Family Voices Indiana is a family-led organization that provides information, education, training, outreach, and peer support to families of children and youth with special health care needs and the professionals who serve them.
Thursday, January 31, 2019
When we talk about the transition from childhood to adulthood, the word “plan” comes up a lot. There’s an education plan, a medical plan, planning your child’s income and signing up for services, planning for housing, planning to make sure your child is legally protected, planning for a career, planning a social life, and more.
It’s a lot to wrap our arms (and heads) around! Especially when we have our own emotions, dreams, and ideas about our children growing up. But making sure that we have certain i’s dotted and t’s crossed helps to ease the stress of transition, helps our children handle the responsibility of adulthood, and helps them get set up in a safe place.
And that’s why working with your child to create a good plan can be a real relief.
What Goes Into Transition Planning?
A transition plan isn’t a single plan. It’s a set of plans that cover all the areas of transition we’ve listed above. To help you and your child keep track of each area, Texas Parent to Parent has this transition inventory. This inventory gives a lot of suggestions – things you and your child can work together to set up.
Before jumping into making detailed plans about transitioning out of school, transitioning doctors, applying for services, or looking toward a career, it helps if you and your child have a clear vision of what your child wants for their future.
When creating that vision, here are some basic things to think about:
How would your child explain their dreams and hopes for the future?
What is your child good at? Talents? Strengths?
How do all these fit together into plans for their adult life?
What supports will your child need to achieve their dreams and hopes?
Finding the answers to these questions, and then putting some goals for each answer, helps your child make a plan that really fits. And that’s a great starting point for you and your child to make other important decisions about careers, living arrangements, health care, and even legal supports.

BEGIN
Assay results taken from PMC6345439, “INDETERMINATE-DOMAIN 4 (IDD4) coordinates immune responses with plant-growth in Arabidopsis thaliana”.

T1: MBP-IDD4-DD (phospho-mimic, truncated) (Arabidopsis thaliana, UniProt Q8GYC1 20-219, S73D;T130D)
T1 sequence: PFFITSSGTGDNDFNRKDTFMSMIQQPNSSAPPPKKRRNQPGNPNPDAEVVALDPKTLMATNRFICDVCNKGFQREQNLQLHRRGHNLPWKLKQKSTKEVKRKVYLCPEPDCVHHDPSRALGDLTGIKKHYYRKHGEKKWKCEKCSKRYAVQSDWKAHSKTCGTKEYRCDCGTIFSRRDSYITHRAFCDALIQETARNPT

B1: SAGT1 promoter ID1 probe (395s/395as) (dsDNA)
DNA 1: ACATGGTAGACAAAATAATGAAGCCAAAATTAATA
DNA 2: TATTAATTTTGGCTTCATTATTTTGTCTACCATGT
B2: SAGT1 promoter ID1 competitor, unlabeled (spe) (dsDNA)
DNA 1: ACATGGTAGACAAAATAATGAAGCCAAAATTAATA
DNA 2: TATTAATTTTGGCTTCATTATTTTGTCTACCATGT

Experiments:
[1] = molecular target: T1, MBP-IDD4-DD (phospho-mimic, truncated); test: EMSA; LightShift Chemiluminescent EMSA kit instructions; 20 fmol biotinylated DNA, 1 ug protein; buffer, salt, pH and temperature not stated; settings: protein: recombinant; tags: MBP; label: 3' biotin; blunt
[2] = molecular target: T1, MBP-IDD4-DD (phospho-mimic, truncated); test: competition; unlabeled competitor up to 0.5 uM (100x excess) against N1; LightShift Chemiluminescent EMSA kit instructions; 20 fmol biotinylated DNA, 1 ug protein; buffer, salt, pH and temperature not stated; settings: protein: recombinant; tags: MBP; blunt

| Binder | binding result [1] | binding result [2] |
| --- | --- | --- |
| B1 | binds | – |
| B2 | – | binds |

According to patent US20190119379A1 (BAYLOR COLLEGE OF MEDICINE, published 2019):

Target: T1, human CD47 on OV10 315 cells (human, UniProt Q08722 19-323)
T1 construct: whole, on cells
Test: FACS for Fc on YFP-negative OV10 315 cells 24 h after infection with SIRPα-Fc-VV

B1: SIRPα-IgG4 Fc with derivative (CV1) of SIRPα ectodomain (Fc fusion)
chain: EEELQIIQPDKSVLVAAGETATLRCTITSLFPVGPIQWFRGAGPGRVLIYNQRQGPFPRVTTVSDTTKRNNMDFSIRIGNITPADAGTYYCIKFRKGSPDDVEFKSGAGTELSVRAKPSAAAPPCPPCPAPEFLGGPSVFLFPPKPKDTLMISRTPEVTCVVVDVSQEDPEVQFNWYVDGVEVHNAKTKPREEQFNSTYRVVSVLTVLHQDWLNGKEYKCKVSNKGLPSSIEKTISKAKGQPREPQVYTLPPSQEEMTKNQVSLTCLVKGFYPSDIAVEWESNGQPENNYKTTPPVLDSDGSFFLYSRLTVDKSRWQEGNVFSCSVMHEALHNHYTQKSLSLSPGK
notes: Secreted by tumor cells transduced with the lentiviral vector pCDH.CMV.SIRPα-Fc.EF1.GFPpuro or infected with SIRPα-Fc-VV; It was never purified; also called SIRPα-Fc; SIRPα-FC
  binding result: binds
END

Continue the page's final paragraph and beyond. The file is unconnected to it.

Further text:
A transition plan isn’t a single plan. It’s a set of plans that covers:
Your family doesn’t have to come up with all the right questions and put together the goals all alone. There are a number of planning tools and approaches that you can use:
Person-centered planning (PCP) is a common approach to transition planning. It helps your child work with a group of people who care about them to decide on goals for the future and plans for carrying out those goals. The Department of Aging and Disability Services (DADS) has this set of PCP guidelines. You can also find PCP tools by Look Back, Plan Forward and the Pacer Center. You might also be able to get help with PCP from your school or local education service center.
Encourage your child to participate in all planning meetings, so that they can speak up about interests and goals. If your child is non-verbal, encourage planning participants to voice what they believe your child would say based on their knowledge of your child.
One of the biggest questions for most of us is: “Where do I start?”
Hopefully, by setting goals in your early planning process, you and your child know what is most important to work on first. But there is a general timeline for working on certain parts of transition. Below are some recommendations from Texas Parent to Parent.